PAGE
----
Coffee Industry Research Paper

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The coffee plant is a woody perennial evergreen belonging to the Rubiaceae family. There are two types of coffee, arabica (Coffea arabica ) and robusta (Coffea canephora ). Arabica, which accounts for about two-thirds of global output, is grown at high altitudes in Latin America and northeastern Africa. It has more aroma and less caffeine than robusta, which is grown in humid areas at low altitudes in Asia and western and southern sub-Saharan Africa. The coffee plant can grow up to 10 meters high, but it is usually kept at about 3 meters. It takes two to three years for the coffee plant to produce cherries. Scientific evidence indicates that arabica is indigenous to Ethiopia, while robusta is indigenous to Uganda. It appears that coffee was produced in Ethiopia at a larger scale and then spread to other parts of Africa. Coffee cultivation was introduced to Java by Dutch traders in 1699. A few years later the French introduced coffee to Martinique. Coffee was first cultivated in Brazil in 1727.

Although the origins of the coffee drink are unknown, the usefulness of coffee beans was probably recognized as early as 1000 CE by Arab traders who chewed coffee beans in order to suppress their appetite and stay awake, thus helping them cross large distances in the desert. The world’s first coffee shop reportedly opened five centuries later in Constantinople (now Istanbul, Turkey). Coffee was introduced to the West by Italian traders in the early seventeenth century, with the first coffee shops opening in London and Paris later in that century.

The processing of coffee involves several steps. After harvesting, the skin of the cherry is removed, and the bean is cleaned to become a green bean, the internationally traded commodity. The green beans are roasted, giving them a dark brown color. Following the grinding of roasted beans, consumers use various brewing techniques to convert the ground beans into a beverage. In Europe, most coffee is consumed in espresso-like form, whereas in North America coffee is mostly consumed in drip form (although that practice has been changing since the beginning of the “Starbucks revolution” during the 1990s). In Asia, most people drink instant coffee. Scandinavian countries lead the world with per capita consumption of almost 10 kilograms of coffee per year from 2000 to 2005. The European Union average during this period was 5.0 kilograms, followed by the United States (4.1 kilograms), and Japan (3.2 kilograms), according to U.S. Department of Agriculture estimates (USDA 2006).

Production, Trade, and Prices

Most tropical countries produce coffee. Latin America accounts for 60 percent of global output, followed by Asia (24%) and Africa (16%). From 2001 to 2006, more than half of world output was produced in three countries: Brazil (35%), Vietnam (11%), and Colombia (10%). Other significant producers were Indonesia (5%) and Ethiopia, India, and Mexico (4% each). Coffee in some countries, notably Brazil, is produced on large farms with modern equipment, including irrigation, tractors, and even coffee harvesters. In other regions, especially Central America, Africa, and Asia, coffee is produced by smallholders. In some Africa countries, smallholders own as little as one-quarter of a hectare of land. In this setting, the key input is labor and, to a limited extent, chemicals. In some East African countries there are also coffee estates that use large numbers of permanent workers.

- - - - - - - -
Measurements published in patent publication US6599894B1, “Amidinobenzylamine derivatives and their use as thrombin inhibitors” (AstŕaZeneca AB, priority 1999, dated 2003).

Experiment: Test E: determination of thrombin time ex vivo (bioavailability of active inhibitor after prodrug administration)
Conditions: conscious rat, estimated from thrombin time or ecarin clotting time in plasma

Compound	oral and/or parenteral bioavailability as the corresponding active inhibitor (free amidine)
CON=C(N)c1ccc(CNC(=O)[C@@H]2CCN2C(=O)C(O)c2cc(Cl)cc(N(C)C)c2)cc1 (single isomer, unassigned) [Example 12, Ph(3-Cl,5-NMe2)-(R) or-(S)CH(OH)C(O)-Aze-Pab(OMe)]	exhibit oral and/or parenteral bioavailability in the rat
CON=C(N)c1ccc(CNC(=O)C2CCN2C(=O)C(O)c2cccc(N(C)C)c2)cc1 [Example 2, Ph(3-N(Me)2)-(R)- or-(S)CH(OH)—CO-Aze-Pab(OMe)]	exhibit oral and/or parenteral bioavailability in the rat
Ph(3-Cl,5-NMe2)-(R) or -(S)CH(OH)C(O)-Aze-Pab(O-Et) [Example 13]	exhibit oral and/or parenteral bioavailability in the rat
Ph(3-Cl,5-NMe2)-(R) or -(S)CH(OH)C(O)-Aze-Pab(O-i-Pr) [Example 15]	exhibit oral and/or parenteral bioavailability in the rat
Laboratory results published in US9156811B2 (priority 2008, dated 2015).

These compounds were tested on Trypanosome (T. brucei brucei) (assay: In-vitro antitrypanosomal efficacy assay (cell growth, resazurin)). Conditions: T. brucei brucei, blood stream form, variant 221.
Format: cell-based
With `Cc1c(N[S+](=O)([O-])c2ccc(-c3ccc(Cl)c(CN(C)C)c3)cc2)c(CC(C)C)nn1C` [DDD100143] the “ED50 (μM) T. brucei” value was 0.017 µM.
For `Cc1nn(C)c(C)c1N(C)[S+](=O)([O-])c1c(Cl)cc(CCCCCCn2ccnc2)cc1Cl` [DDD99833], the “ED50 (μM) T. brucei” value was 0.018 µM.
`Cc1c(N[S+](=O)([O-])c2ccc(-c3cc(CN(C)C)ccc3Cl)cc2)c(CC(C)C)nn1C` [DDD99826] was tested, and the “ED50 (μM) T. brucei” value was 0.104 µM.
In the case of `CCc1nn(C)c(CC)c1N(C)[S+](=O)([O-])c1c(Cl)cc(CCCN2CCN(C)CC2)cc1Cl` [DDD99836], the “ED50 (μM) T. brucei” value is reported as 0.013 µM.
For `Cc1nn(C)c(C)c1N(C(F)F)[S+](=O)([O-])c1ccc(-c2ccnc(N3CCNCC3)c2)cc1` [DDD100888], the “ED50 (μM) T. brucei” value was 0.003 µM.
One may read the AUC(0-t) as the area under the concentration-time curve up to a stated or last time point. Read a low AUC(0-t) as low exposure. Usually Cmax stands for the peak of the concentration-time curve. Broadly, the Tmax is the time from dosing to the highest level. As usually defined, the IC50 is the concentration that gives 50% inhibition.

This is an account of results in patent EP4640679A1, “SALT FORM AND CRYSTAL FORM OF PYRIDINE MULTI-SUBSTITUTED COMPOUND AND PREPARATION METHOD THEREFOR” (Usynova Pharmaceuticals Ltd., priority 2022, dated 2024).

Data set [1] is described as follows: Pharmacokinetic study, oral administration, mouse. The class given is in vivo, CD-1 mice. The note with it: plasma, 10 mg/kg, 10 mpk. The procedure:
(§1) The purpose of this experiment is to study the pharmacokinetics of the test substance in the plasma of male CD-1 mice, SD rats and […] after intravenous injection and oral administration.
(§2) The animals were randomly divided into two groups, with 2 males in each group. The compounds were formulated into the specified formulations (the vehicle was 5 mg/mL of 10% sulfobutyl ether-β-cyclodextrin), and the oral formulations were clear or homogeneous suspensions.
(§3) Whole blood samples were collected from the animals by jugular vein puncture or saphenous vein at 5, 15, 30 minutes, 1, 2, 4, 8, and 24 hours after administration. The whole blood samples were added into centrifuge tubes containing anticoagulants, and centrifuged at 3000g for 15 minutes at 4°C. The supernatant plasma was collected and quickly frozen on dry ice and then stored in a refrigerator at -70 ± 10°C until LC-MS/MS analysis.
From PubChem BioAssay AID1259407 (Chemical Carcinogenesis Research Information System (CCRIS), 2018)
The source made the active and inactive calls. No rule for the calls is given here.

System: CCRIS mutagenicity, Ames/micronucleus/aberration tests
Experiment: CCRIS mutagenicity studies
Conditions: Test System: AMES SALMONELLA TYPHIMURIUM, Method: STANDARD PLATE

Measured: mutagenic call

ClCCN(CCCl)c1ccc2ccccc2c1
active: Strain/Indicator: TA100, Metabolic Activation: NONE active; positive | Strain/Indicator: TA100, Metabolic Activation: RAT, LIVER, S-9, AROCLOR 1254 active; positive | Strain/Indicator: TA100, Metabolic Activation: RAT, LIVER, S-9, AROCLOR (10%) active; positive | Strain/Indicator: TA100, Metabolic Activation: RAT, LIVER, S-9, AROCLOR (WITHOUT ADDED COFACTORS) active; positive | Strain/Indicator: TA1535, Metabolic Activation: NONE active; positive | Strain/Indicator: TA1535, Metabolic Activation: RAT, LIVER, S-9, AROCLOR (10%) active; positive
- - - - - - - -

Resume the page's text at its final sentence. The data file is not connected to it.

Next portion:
More than 80 percent of coffee is traded internationally and consumed mainly by high-income countries. In some years, coffee is the second most-traded commodity after crude oil, generating about $15 billion in export revenue. The United States accounts for about 18 percent of global consumption, followed by Brazil (13%), Germany (9%), Japan (6%), and France and Italy (5% each).

Coffee is traded in green bean form. Although there are numerous coffee trading companies, most coffee trade is handled by five or six large multinationals. Coffee prices are determined in futures exchanges. Highly-liquid coffee futures contracts are traded at the New York Board of Trade for arabica and at the London International Financial Futures and Options Exchange for robusta. Less-liquid contracts are traded at the Commodity Exchanges of São Paulo, Singapore, and Bangalore.

Coffee prices are generally highly volatile (much more so than other commodity prices). This volatility reflects the fact that Brazil, the dominant supplier, suffers occasional frosts, thus subjecting its coffee output to considerable fluctuations. Hedge funds also play a role in price volatility, especially in the short term. Beginning in 2000, coffee experienced one of the most dramatic price declines in the history of the industry (an episode referred to as the coffee crisis). In October 2001 arabica averaged $1.24 per kilogram, a nine-year low, while in January 2002 robusta dropped to $0.50 per kilogram (the lowest nominal level since the price of $0.49 per kilogram set in May 1965). The main factor behind the price collapse was oversupply, especially in Brazil, which averaged a record output of thirty-three million bags of coffee during the previous four seasons, and in Vietnam, which emerged as the dominant robusta producer, overtaking Colombia as the world’s second-largest coffee producer. The oversupply, caused by lower-cost producers, led some to argue, convincingly, that the coffee crisis was a market-driven outcome of the coffee industry adjusting to new global market realities (Lindsey 2003).

The Policy Environment

The coffee market has been subject to considerable policy interventions both at national and international levels. Takamasa Akiyama (2001) reported that only fifteen of the world’s fifty-one coffee-producing countries had private marketing systems in 1985. Twenty-five countries sold coffee through state-owned enterprises, while another eleven had mixed state- and private-sector marketing bodies. By 2007 the coffee sectors of most countries were operating with private-sector marketing arrangements.